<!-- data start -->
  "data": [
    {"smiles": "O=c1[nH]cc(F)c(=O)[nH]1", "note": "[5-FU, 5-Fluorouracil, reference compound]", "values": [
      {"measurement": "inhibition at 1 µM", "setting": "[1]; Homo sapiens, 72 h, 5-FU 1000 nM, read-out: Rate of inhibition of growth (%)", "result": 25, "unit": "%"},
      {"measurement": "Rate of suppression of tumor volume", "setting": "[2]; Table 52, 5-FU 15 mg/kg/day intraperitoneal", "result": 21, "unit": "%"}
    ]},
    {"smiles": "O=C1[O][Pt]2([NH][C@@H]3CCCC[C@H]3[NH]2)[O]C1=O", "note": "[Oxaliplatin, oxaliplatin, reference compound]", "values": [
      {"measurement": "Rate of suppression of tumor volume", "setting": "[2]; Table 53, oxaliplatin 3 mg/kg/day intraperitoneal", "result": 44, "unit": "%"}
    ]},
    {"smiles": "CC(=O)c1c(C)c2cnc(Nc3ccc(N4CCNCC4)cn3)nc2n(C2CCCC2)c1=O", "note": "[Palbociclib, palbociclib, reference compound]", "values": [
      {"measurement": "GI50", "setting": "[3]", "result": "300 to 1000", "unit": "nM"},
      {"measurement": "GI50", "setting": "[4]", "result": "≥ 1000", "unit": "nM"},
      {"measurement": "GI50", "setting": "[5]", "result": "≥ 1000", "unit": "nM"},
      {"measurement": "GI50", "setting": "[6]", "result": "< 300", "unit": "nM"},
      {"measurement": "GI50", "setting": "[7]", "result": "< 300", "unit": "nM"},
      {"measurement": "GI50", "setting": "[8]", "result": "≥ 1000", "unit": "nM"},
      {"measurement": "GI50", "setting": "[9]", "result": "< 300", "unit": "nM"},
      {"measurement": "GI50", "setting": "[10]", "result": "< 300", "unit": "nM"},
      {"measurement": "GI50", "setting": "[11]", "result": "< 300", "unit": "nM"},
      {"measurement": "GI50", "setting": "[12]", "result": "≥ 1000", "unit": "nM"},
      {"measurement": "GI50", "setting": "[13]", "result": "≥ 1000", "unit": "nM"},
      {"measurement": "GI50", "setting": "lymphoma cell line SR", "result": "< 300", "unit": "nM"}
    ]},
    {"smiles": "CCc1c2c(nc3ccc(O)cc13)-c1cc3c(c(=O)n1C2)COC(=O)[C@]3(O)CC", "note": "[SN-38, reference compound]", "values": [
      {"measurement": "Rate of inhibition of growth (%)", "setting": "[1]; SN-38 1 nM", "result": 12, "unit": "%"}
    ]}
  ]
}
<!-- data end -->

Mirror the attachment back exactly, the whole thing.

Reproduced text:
  "data": [
    {"smiles": "O=c1[nH]cc(F)c(=O)[nH]1", "note": "[5-FU, 5-Fluorouracil, reference compound]", "values": [
      {"measurement": "inhibition at 1 µM", "setting": "[1]; Homo sapiens, 72 h, 5-FU 1000 nM, read-out: Rate of inhibition of growth (%)", "result": 25, "unit": "%"},
      {"measurement": "Rate of suppression of tumor volume", "setting": "[2]; Table 52, 5-FU 15 mg/kg/day intraperitoneal", "result": 21, "unit": "%"}
    ]},
    {"smiles": "O=C1[O][Pt]2([NH][C@@H]3CCCC[C@H]3[NH]2)[O]C1=O", "note": "[Oxaliplatin, oxaliplatin, reference compound]", "values": [
      {"measurement": "Rate of suppression of tumor volume", "setting": "[2]; Table 53, oxaliplatin 3 mg/kg/day intraperitoneal", "result": 44, "unit": "%"}
    ]},
    {"smiles": "CC(=O)c1c(C)c2cnc(Nc3ccc(N4CCNCC4)cn3)nc2n(C2CCCC2)c1=O", "note": "[Palbociclib, palbociclib, reference compound]", "values": [
      {"measurement": "GI50", "setting": "[3]", "result": "300 to 1000", "unit": "nM"},
      {"measurement": "GI50", "setting": "[4]", "result": "≥ 1000", "unit": "nM"},
      {"measurement": "GI50", "setting": "[5]", "result": "≥ 1000", "unit": "nM"},
      {"measurement": "GI50", "setting": "[6]", "result": "< 300", "unit": "nM"},
      {"measurement": "GI50", "setting": "[7]", "result": "< 300", "unit": "nM"},
      {"measurement": "GI50", "setting": "[8]", "result": "≥ 1000", "unit": "nM"},
      {"measurement": "GI50", "setting": "[9]", "result": "< 300", "unit": "nM"},
      {"measurement": "GI50", "setting": "[10]", "result": "< 300", "unit": "nM"},
      {"measurement": "GI50", "setting": "[11]", "result": "< 300", "unit": "nM"},
      {"measurement": "GI50", "setting": "[12]", "result": "≥ 1000", "unit": "nM"},
      {"measurement": "GI50", "setting": "[13]", "result": "≥ 1000", "unit": "nM"},
      {"measurement": "GI50", "setting": "lymphoma cell line SR", "result": "< 300", "unit": "nM"}
    ]},
    {"smiles": "CCc1c2c(nc3ccc(O)cc13)-c1cc3c(c(=O)n1C2)COC(=O)[C@]3(O)CC", "note": "[SN-38, reference compound]", "values": [
      {"measurement": "Rate of inhibition of growth (%)", "setting": "[1]; SN-38 1 nM", "result": 12, "unit": "%"}
    ]}
  ]
}